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Ombudsman criticises decision-making at county council over school transport

The Local Government and Social Care Ombudsman has asked Staffordshire County Council to reconsider whether it pays for transport to get a teenager who has autism to her college some 25 miles away.

Since moving to post-16 education, the girl has not received any financial help to get to the college named in her Education, Health and Care Plan.

The council has argued it does not have a duty to provide transport assistance for the girl because she is in post-16 education and could use public transport, if accompanied.

The Ombudsman's investigation found the council failed to take into account that the actual journey time by public transport would be longer than the benchmark 75 minutes recommended in statutory guidance.

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The mother had told the council that it was irrelevant that her daughter's disability affects her ability to use public transport because there is no direct bus link, and a single journey would take two hours. This would mean somebody accompanying her would have to spend all day travelling to and from the school.

Micheal King, Local Government and Social Care Ombudsman, said this was not the first case in which the Ombudsman had found "problems" with the way Staffordshire County Council had made decisions about providing school transport.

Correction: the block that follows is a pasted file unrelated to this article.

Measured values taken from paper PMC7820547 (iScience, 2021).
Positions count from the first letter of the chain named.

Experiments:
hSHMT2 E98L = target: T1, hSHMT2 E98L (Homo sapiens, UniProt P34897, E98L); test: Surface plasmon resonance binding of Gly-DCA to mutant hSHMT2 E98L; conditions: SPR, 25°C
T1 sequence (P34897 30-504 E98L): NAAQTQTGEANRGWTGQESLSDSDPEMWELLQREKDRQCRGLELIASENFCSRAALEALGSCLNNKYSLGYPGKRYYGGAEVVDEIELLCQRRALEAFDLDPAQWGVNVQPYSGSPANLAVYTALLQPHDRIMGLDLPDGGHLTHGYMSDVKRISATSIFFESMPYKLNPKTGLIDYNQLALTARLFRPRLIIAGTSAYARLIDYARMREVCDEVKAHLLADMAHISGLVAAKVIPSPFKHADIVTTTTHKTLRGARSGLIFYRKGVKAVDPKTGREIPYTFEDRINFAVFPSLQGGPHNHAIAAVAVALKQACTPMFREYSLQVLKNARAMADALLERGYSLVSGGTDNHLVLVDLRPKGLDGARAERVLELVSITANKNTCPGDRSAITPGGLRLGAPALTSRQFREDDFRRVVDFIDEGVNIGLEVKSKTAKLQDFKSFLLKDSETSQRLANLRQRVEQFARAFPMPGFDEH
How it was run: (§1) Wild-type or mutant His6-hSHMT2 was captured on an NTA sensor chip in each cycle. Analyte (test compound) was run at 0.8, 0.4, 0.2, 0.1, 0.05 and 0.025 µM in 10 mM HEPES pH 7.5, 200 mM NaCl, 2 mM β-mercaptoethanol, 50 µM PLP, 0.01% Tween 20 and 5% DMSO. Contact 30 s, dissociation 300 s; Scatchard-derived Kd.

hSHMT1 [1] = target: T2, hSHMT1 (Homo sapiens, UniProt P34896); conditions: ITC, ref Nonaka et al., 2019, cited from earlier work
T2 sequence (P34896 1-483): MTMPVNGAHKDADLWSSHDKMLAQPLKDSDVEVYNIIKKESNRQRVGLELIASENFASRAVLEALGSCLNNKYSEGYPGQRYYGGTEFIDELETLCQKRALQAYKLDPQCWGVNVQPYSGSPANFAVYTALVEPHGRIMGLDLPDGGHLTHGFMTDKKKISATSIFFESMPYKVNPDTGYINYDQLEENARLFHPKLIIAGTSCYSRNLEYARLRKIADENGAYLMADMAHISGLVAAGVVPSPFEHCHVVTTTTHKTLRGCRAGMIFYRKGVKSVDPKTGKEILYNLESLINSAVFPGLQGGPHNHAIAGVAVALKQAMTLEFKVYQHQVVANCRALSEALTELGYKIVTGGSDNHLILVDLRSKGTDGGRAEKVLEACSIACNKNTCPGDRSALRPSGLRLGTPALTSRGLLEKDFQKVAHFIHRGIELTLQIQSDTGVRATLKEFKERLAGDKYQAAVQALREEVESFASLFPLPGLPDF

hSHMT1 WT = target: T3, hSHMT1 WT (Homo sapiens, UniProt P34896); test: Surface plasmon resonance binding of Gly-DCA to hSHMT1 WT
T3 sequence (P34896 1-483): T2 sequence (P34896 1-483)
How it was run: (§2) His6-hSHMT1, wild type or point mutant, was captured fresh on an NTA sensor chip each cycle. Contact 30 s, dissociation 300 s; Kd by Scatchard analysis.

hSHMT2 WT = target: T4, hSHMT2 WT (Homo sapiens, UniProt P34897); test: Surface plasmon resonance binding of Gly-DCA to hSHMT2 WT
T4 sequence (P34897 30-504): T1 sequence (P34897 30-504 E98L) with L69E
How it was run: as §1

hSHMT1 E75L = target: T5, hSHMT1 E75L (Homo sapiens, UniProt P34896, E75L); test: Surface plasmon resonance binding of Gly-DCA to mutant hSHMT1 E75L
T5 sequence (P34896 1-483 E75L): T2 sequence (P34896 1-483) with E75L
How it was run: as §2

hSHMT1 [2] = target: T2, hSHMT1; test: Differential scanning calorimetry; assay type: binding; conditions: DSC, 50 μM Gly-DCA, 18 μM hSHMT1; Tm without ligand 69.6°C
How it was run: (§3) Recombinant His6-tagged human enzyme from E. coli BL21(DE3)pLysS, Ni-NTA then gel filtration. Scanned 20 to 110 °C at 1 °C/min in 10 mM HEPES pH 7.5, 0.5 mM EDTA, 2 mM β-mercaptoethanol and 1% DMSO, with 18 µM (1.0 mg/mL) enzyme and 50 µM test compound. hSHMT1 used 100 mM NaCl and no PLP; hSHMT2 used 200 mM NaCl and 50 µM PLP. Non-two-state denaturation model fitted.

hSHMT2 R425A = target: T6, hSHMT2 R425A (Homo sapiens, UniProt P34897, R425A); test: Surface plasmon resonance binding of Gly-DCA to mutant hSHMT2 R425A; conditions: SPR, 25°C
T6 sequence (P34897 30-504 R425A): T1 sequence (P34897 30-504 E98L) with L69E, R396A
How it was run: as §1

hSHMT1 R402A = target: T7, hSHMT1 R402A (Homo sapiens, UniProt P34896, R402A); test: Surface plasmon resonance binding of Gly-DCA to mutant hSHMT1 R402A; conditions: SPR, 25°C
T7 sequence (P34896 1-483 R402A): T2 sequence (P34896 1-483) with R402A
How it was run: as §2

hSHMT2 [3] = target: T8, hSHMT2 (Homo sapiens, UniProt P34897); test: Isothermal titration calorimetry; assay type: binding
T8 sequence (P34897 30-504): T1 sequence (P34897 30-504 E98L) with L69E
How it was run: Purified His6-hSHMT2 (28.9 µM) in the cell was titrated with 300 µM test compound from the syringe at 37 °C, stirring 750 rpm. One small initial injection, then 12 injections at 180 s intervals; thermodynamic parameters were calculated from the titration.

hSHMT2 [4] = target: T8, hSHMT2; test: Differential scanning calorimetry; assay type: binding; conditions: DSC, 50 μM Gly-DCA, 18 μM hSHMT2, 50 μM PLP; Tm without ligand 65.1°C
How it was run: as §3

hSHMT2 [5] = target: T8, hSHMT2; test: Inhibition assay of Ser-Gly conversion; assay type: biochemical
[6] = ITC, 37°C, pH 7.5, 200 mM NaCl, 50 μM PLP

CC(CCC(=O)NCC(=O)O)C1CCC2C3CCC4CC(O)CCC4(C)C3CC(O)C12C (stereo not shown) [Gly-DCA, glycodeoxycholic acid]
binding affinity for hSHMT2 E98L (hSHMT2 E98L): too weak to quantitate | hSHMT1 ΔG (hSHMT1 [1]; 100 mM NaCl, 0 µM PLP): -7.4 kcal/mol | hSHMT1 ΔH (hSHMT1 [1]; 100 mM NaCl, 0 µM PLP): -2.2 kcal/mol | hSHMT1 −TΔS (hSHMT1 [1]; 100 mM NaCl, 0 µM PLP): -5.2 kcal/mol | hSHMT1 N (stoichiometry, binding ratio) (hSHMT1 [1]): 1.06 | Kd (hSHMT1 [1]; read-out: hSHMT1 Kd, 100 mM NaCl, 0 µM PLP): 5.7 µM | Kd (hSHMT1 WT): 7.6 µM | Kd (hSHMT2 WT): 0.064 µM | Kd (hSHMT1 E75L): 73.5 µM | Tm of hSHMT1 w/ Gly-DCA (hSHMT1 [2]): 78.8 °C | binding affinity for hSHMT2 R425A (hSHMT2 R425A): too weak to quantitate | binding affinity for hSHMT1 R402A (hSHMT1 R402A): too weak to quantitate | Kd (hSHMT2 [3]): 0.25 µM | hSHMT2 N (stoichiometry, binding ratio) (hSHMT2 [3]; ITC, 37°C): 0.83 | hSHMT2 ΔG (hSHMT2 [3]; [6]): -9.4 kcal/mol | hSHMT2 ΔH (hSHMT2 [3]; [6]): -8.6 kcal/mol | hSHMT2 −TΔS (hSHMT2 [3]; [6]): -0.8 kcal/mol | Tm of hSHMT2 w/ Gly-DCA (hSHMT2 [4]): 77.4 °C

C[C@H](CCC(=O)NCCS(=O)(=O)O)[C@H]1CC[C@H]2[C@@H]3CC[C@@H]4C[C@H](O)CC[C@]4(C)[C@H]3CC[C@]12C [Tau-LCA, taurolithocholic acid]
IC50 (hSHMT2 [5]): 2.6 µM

Mr King said: "Some of the faults we have found in those cases are similar to those here, including not taking individual circumstances into account, and not making decisions in line with its own policy when read in conjunction with statutory guidance."

He added: "I am pleased the council has agreed to my recommendations and hope the learning it will share from this case will help ensure other teenagers are not affected by poor decision making in future."

In this case, the council has agreed to apologise to the girl and her mother and pay the mother £300 to acknowledge the uncertainty and upset caused by the flawed decision making. It will also reconsider their school transport appeal and backdate eligibility to the start of the Autumn 2020 term.

Additionally, the council has agreed to evidence how it has given all relevant staff and decision makers information about the lessons learned from the case.

It will also audit a sample of 20% of transport applications for the 2020-21 school year for post-16 students and check it has made a proper assessment in line with statutory guidance and its own transport statement. If the council finds cases in the sample where the decision is flawed, it should then review all cases of post-16 students who have applied for transport on SEN or other disability grounds and the council has refused it but previously provided it for the 2020-21 year.

Jonathan Price, Staffordshire County Council’s Cabinet member for Education and SEND, said: “We have apologised to the family and put right our mistake in this case and are reviewing how we have assessed post-16 transport applications for students with Special Educational Needs and Disabilities.”

Adam Carey

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